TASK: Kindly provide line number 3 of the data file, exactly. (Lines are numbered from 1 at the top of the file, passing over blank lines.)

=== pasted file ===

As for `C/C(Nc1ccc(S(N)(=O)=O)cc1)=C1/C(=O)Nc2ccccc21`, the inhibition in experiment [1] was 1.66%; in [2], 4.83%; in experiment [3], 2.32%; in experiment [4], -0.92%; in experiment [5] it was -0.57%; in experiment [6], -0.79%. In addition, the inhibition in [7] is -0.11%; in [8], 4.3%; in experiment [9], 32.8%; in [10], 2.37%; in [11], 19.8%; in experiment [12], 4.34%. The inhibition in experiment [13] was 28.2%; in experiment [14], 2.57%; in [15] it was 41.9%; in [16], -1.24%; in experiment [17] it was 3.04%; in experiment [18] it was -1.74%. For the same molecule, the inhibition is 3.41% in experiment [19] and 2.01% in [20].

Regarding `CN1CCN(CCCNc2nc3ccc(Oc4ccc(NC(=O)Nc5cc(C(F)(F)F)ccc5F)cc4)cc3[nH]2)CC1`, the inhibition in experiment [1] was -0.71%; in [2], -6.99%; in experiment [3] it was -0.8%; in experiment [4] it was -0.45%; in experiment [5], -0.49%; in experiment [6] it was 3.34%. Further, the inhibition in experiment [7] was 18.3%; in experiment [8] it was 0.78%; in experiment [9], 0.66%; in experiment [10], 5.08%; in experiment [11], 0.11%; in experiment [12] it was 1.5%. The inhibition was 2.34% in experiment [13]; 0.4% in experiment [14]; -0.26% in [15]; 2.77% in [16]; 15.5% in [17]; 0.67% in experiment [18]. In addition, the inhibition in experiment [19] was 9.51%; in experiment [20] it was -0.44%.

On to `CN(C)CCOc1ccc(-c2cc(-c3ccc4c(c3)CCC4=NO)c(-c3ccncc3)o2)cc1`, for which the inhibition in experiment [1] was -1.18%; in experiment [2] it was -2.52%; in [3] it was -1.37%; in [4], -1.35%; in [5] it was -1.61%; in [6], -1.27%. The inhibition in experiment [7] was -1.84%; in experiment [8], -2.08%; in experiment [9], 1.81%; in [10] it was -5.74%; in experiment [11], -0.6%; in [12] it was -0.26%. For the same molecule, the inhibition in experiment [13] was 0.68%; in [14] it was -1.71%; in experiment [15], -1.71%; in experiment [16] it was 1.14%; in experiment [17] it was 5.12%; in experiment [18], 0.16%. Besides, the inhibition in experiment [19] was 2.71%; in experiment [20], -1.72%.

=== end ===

On to `CN(C)CCOc1ccc(-c2cc(-c3ccc4c(c3)CCC4=NO)c(-c3ccncc3)o2)cc1`, for which the inhibition in experiment [1] was -1.18%; in experiment [2] it was -2.52%; in [3] it was -1.37%; in [4], -1.35%; in [5] it was -1.61%; in [6], -1.27%. The inhibition in experiment [7] was -1.84%; in experiment [8], -2.08%; in experiment [9], 1.81%; in [10] it was -5.74%; in experiment [11], -0.6%; in [12] it was -0.26%. For the same molecule, the inhibition in experiment [13] was 0.68%; in [14] it was -1.71%; in experiment [15], -1.71%; in experiment [16] it was 1.14%; in experiment [17] it was 5.12%; in experiment [18], 0.16%. Besides, the inhibition in experiment [19] was 2.71%; in experiment [20], -1.72%.